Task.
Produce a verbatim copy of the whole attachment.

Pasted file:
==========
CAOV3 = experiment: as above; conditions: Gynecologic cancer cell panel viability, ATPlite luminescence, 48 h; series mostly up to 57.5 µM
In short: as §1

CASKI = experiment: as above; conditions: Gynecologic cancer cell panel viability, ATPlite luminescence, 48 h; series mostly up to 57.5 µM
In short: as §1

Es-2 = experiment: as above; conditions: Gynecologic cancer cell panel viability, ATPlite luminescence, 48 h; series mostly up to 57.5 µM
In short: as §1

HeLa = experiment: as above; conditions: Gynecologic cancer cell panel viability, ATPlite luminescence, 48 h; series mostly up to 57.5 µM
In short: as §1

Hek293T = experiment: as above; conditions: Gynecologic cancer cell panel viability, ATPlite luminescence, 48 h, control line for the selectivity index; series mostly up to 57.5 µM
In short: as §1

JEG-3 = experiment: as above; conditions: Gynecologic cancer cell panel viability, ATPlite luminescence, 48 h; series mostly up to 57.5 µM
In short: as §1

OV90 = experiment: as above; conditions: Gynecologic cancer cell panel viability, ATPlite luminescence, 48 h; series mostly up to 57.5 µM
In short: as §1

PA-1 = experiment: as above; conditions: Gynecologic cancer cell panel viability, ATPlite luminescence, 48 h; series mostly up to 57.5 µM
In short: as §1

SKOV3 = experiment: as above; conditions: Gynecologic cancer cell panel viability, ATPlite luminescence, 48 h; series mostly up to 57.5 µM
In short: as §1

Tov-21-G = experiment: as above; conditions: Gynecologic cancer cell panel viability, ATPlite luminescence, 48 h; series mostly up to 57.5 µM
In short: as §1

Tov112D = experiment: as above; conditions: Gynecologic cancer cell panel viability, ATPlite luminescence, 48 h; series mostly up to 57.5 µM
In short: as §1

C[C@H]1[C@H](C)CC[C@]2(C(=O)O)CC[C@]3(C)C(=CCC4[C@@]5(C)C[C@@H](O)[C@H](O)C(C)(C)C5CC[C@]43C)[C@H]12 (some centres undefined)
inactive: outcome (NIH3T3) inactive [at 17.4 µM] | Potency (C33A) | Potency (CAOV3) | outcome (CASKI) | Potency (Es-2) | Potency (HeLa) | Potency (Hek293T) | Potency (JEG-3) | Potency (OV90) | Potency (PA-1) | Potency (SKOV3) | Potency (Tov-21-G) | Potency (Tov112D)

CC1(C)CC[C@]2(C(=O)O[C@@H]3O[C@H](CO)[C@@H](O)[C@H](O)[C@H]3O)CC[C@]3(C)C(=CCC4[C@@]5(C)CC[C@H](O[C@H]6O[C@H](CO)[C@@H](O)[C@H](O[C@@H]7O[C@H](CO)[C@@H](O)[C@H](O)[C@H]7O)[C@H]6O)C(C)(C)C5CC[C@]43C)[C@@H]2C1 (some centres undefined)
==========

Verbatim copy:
CAOV3 = experiment: as above; conditions: Gynecologic cancer cell panel viability, ATPlite luminescence, 48 h; series mostly up to 57.5 µM
In short: as §1

CASKI = experiment: as above; conditions: Gynecologic cancer cell panel viability, ATPlite luminescence, 48 h; series mostly up to 57.5 µM
In short: as §1

Es-2 = experiment: as above; conditions: Gynecologic cancer cell panel viability, ATPlite luminescence, 48 h; series mostly up to 57.5 µM
In short: as §1

HeLa = experiment: as above; conditions: Gynecologic cancer cell panel viability, ATPlite luminescence, 48 h; series mostly up to 57.5 µM
In short: as §1

Hek293T = experiment: as above; conditions: Gynecologic cancer cell panel viability, ATPlite luminescence, 48 h, control line for the selectivity index; series mostly up to 57.5 µM
In short: as §1

JEG-3 = experiment: as above; conditions: Gynecologic cancer cell panel viability, ATPlite luminescence, 48 h; series mostly up to 57.5 µM
In short: as §1

OV90 = experiment: as above; conditions: Gynecologic cancer cell panel viability, ATPlite luminescence, 48 h; series mostly up to 57.5 µM
In short: as §1

PA-1 = experiment: as above; conditions: Gynecologic cancer cell panel viability, ATPlite luminescence, 48 h; series mostly up to 57.5 µM
In short: as §1

SKOV3 = experiment: as above; conditions: Gynecologic cancer cell panel viability, ATPlite luminescence, 48 h; series mostly up to 57.5 µM
In short: as §1

Tov-21-G = experiment: as above; conditions: Gynecologic cancer cell panel viability, ATPlite luminescence, 48 h; series mostly up to 57.5 µM
In short: as §1

Tov112D = experiment: as above; conditions: Gynecologic cancer cell panel viability, ATPlite luminescence, 48 h; series mostly up to 57.5 µM
In short: as §1

C[C@H]1[C@H](C)CC[C@]2(C(=O)O)CC[C@]3(C)C(=CCC4[C@@]5(C)C[C@@H](O)[C@H](O)C(C)(C)C5CC[C@]43C)[C@H]12 (some centres undefined)
inactive: outcome (NIH3T3) inactive [at 17.4 µM] | Potency (C33A) | Potency (CAOV3) | outcome (CASKI) | Potency (Es-2) | Potency (HeLa) | Potency (Hek293T) | Potency (JEG-3) | Potency (OV90) | Potency (PA-1) | Potency (SKOV3) | Potency (Tov-21-G) | Potency (Tov112D)

CC1(C)CC[C@]2(C(=O)O[C@@H]3O[C@H](CO)[C@@H](O)[C@H](O)[C@H]3O)CC[C@]3(C)C(=CCC4[C@@]5(C)CC[C@H](O[C@H]6O[C@H](CO)[C@@H](O)[C@H](O[C@@H]7O[C@H](CO)[C@@H](O)[C@H](O)[C@H]7O)[C@H]6O)C(C)(C)C5CC[C@]43C)[C@@H]2C1 (some centres undefined)